Drainage basin of Mlava
|⁃ location||Confluence of Tisnica and Krupaja in Žagubica|
|into Warm Mlava-Danube River near Kostolac|
|Length||118 km (73 mi)|
|Basin size||1,210 km2 (470 sq mi)|
|Progression||Danube→ Black Sea|
Mlava originates as the Tisnica, from the Kučaj mountains in eastern Serbia, under the Veliki Krš peak. It flows to the north and curves around the eastern slopes of the mountain Beljanica, through an almost uninhabited area. Reaching the Homolje region, the Tisnica receives from the right a very powerful outflow of the karst well of Žagubičko vrelo (Žagubica well), at an altitude of 320 meters, and from that point the river is known as the Mlava. Measured from the Žagubičko vrelo, the river is 122 km long.
Upper course (Homolje region)Edit
Originally, the Mlava flows to the northwest, but soon turns to the north, which is the general direction it follows for the rest of its course. It flows next to the Žagubica, the main center of Homolje valley, and the villages of Izvarica (where it receives from the right the Jošanička reka), Ribare, Sige and Ladne Vode.
In this section, the Mlava carved a long gorge, Gornjčako-ribarska klisura (Cyrillic: Горњачко-рибарска клисура; The gorge of Gornjak-Ribare), which begins at the Ribare, than it widens into the Krepoljin widening (where the large village of Krepoljin is located), and narrows again. Breaking through the ending part of the gorge at the village of Ždrelo, near the monastery of Gornjak, the Mlava leaves the Homolje for the Mlava region.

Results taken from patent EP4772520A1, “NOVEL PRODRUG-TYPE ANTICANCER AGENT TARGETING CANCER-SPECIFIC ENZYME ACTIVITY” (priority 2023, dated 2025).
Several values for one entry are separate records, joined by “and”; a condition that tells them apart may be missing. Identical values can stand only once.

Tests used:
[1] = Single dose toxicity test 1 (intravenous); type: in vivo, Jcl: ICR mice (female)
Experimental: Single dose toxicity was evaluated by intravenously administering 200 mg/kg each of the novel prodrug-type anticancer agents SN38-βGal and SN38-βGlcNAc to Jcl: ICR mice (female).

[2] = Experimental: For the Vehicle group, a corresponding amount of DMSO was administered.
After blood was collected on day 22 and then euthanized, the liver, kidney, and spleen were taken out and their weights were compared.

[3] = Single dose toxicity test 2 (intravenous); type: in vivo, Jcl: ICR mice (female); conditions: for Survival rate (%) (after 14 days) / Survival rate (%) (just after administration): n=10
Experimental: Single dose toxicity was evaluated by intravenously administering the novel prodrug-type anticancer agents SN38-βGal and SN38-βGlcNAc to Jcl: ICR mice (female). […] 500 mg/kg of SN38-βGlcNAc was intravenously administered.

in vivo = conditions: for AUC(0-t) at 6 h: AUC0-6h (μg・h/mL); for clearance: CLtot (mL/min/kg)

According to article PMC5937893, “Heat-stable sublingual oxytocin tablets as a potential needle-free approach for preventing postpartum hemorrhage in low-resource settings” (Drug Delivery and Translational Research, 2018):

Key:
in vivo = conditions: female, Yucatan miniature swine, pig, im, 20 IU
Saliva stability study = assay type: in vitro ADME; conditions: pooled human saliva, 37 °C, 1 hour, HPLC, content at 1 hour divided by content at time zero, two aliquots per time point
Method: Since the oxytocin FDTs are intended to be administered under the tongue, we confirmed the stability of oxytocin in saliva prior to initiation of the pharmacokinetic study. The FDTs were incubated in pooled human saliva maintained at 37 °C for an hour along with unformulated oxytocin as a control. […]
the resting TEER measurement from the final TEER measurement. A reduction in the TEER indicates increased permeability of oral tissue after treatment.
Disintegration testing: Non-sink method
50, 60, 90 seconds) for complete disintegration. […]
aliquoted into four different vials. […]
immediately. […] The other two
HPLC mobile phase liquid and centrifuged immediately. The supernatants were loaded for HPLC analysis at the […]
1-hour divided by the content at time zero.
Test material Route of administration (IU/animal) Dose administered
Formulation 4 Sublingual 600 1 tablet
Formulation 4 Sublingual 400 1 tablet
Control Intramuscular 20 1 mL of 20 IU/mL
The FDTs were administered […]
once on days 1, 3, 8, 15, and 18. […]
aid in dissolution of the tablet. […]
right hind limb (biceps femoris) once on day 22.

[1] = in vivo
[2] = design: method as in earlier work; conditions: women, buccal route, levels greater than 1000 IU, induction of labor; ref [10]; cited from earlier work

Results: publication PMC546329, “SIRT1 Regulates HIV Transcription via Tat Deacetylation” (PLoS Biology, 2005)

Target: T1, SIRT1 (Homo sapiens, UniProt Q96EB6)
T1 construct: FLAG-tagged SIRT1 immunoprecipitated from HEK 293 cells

Middle course (Mlava region)Edit
In this section, the Mlava valley widens, as the river flows next to the villages of Šetonje, Malo Laole, Veliko Laole, and reaches the town of Petrovac na Mlavi, the center of the whole Mlava region. It continues to the north, passes through the villages of Kamenovo, Trnovče and Rašanac and enters the hilly region of Stig.
Lower course (Stig region)Edit
In the lower part of the Mlava is divided into many parallel flows and causes frequent floods, and although many settlements are located near the river, none is on its shore. The villages near the Mlava are: Veliko Selo, Toponica, Kalište, Malo Crniće, Veliko Crniće, Salakovac, Trnjane, Nabrde, Bubushinac and Bradarac. In this part, in Mlava, its two largest tributaries are on the left side of the Chokordin and Vitovnica on the right. One Mlava sleeve runs several kilometers from Pozarevac and the width of the trough is 35-60m in the depth of the trough is 2-3m, while the width of the second trough (Mogila is 10-20m and the depth is 1 to 1, 5м.
The last two settlements on the Mlace are the village Drmno and the town Kostolac. In both places there are coal coal and are located in the center of Kostolac basin. Mlava does not affect the main drainage of Danube, but in Topla Mlava at a height of 65 meters, which is created by a brush from which the hot water from the lake (TE KOSTOLAC B canal) is released. In the rainy years, Wild Mlava spreads over 100 m while the normal width of that part of Mlava near Bradarac and Drmna is only 45-80 m, and the normal depth is about 3-4 m. Some geographers call this Wild Mlava system, while Warm Mlava is considered as the final part of the Mlava stream, until Mlava turns its old trough "Cold Mlava" (Donja Mogila), east of Kostolac.
Warm Mlava (Topla Mlava) is a canal that connects Mlava (Wild Mlava) with the Danube east of the village of Selo Kostolac and west of the Kostolac B TPP. Its length is 4.3 km from the brush to the mouth, and from the yellow bridge (Viminacijum Bridge) to the intersection of 6.1 km. Its characteristics are warm water that comes out of the brush because of which there are plenty of fish and its biggest resident is pike. The width is about 3 to 7 normal Mlava basins (90-210 m) and the depth is up to 10 m.
Average annual discharge at the mouth is 8 m³/s.